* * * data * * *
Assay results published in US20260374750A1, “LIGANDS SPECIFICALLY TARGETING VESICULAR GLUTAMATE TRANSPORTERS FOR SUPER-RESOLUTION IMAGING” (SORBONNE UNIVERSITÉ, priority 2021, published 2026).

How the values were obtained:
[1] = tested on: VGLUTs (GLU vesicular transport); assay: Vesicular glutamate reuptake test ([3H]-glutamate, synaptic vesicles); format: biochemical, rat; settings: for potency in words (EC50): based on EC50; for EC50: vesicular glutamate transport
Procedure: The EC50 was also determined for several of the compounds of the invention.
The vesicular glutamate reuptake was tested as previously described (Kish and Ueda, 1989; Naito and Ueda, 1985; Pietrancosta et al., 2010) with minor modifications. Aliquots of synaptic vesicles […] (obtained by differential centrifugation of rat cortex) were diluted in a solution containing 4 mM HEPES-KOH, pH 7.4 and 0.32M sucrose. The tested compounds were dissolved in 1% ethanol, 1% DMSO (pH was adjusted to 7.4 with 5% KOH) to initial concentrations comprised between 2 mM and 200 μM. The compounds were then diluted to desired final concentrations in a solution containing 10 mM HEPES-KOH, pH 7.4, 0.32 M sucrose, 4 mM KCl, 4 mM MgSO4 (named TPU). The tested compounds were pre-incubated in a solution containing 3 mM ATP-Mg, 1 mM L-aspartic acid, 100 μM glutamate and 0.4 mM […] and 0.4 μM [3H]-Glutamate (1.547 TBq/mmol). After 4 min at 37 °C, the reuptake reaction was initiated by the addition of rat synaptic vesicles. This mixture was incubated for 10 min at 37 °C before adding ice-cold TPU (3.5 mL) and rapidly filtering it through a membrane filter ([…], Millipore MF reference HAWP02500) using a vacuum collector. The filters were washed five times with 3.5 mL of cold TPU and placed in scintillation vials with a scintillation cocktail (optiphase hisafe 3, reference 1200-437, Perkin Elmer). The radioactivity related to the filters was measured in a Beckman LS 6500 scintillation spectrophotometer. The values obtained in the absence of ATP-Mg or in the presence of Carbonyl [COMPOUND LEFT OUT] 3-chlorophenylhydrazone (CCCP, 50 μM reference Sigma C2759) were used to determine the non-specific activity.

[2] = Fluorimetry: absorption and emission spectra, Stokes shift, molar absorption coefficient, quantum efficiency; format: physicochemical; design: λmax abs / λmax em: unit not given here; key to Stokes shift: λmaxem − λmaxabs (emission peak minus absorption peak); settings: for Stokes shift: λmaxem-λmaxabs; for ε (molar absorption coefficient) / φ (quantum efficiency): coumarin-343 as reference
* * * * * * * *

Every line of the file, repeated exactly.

Assay results published in US20260374750A1, “LIGANDS SPECIFICALLY TARGETING VESICULAR GLUTAMATE TRANSPORTERS FOR SUPER-RESOLUTION IMAGING” (SORBONNE UNIVERSITÉ, priority 2021, published 2026).

How the values were obtained:
[1] = tested on: VGLUTs (GLU vesicular transport); assay: Vesicular glutamate reuptake test ([3H]-glutamate, synaptic vesicles); format: biochemical, rat; settings: for potency in words (EC50): based on EC50; for EC50: vesicular glutamate transport
Procedure: The EC50 was also determined for several of the compounds of the invention.
The vesicular glutamate reuptake was tested as previously described (Kish and Ueda, 1989; Naito and Ueda, 1985; Pietrancosta et al., 2010) with minor modifications. Aliquots of synaptic vesicles […] (obtained by differential centrifugation of rat cortex) were diluted in a solution containing 4 mM HEPES-KOH, pH 7.4 and 0.32M sucrose. The tested compounds were dissolved in 1% ethanol, 1% DMSO (pH was adjusted to 7.4 with 5% KOH) to initial concentrations comprised between 2 mM and 200 μM. The compounds were then diluted to desired final concentrations in a solution containing 10 mM HEPES-KOH, pH 7.4, 0.32 M sucrose, 4 mM KCl, 4 mM MgSO4 (named TPU). The tested compounds were pre-incubated in a solution containing 3 mM ATP-Mg, 1 mM L-aspartic acid, 100 μM glutamate and 0.4 mM […] and 0.4 μM [3H]-Glutamate (1.547 TBq/mmol). After 4 min at 37 °C, the reuptake reaction was initiated by the addition of rat synaptic vesicles. This mixture was incubated for 10 min at 37 °C before adding ice-cold TPU (3.5 mL) and rapidly filtering it through a membrane filter ([…], Millipore MF reference HAWP02500) using a vacuum collector. The filters were washed five times with 3.5 mL of cold TPU and placed in scintillation vials with a scintillation cocktail (optiphase hisafe 3, reference 1200-437, Perkin Elmer). The radioactivity related to the filters was measured in a Beckman LS 6500 scintillation spectrophotometer. The values obtained in the absence of ATP-Mg or in the presence of Carbonyl [COMPOUND LEFT OUT] 3-chlorophenylhydrazone (CCCP, 50 μM reference Sigma C2759) were used to determine the non-specific activity.

[2] = Fluorimetry: absorption and emission spectra, Stokes shift, molar absorption coefficient, quantum efficiency; format: physicochemical; design: λmax abs / λmax em: unit not given here; key to Stokes shift: λmaxem − λmaxabs (emission peak minus absorption peak); settings: for Stokes shift: λmaxem-λmaxabs; for ε (molar absorption coefficient) / φ (quantum efficiency): coumarin-343 as reference